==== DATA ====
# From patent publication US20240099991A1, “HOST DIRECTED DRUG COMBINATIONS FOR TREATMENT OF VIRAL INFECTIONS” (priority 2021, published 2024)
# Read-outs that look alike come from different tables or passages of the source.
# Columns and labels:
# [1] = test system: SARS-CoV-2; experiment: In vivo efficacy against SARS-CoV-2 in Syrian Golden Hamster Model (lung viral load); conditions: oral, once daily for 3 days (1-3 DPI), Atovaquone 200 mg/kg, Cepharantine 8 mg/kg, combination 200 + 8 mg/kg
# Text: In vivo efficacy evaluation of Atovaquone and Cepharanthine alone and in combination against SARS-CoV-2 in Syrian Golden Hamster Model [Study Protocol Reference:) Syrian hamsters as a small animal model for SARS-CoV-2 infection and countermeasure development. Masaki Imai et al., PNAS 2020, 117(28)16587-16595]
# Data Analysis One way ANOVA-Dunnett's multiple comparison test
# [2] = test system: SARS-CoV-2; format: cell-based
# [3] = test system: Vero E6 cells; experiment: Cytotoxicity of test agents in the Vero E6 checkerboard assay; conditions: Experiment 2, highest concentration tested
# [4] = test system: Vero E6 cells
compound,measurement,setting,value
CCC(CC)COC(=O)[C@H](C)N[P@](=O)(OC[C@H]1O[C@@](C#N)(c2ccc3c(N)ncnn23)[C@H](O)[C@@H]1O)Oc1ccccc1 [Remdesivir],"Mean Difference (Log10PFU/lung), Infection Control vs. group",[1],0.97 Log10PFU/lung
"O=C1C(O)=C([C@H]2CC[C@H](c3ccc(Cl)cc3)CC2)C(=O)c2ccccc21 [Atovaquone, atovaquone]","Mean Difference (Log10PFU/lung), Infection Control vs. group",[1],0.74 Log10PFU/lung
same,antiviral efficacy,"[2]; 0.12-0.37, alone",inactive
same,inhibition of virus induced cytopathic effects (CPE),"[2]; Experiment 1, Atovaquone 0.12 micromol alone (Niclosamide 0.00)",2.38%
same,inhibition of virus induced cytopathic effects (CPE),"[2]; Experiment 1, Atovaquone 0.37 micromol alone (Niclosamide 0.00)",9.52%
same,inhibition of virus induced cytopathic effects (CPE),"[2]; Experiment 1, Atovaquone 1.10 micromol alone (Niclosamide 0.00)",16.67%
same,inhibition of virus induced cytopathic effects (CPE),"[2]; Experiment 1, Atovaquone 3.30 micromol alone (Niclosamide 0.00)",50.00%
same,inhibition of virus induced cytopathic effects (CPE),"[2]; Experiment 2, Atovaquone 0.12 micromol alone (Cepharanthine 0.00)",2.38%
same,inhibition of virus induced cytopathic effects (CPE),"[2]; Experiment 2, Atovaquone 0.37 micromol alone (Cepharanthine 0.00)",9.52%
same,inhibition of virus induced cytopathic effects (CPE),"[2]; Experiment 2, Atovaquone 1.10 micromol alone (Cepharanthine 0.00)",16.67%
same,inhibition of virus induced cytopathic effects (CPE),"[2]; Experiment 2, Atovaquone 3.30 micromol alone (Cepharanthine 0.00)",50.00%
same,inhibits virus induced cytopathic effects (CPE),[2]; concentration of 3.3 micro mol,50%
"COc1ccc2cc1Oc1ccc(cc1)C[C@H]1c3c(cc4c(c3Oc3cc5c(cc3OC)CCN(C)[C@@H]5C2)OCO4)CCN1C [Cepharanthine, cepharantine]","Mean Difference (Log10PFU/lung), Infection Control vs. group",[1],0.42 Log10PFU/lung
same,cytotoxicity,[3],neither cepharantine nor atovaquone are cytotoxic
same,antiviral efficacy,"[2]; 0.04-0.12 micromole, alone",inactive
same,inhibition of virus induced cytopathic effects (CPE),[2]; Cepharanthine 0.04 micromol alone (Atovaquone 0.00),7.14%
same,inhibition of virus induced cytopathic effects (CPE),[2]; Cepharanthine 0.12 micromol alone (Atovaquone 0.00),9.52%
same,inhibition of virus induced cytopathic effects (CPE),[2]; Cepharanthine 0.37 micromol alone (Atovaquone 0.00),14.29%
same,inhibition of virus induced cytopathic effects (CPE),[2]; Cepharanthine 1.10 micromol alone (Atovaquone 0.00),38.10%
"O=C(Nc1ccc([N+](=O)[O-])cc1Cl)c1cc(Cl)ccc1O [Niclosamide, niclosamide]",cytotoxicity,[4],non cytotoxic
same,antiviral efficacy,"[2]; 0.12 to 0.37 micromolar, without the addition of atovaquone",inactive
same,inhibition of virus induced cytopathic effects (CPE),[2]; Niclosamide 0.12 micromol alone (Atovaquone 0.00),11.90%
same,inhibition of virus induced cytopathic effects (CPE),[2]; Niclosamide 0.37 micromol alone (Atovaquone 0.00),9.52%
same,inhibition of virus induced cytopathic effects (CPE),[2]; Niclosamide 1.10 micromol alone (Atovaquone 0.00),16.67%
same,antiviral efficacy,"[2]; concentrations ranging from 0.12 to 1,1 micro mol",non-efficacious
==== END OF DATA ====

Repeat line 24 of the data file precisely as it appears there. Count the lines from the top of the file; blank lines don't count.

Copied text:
same,cytotoxicity,[3],neither cepharantine nor atovaquone are cytotoxic